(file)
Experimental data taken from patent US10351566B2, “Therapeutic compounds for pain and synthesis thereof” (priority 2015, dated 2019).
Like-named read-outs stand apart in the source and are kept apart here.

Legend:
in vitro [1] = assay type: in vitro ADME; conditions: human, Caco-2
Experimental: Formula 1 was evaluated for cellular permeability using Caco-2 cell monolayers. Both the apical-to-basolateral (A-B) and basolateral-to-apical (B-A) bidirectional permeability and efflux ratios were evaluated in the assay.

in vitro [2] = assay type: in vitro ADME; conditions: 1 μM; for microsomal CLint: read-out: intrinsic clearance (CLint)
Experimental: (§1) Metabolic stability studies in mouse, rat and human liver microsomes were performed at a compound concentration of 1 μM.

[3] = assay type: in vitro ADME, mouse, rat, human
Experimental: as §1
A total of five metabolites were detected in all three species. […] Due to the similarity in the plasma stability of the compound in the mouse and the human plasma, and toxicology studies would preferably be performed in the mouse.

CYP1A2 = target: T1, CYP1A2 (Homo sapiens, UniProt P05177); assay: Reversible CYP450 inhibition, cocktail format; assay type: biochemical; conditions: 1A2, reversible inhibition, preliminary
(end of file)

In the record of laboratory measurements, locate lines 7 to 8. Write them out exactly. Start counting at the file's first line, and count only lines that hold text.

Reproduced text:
Experimental: (§1) Metabolic stability studies in mouse, rat and human liver microsomes were performed at a compound concentration of 1 μM.

[3] = assay type: in vitro ADME, mouse, rat, human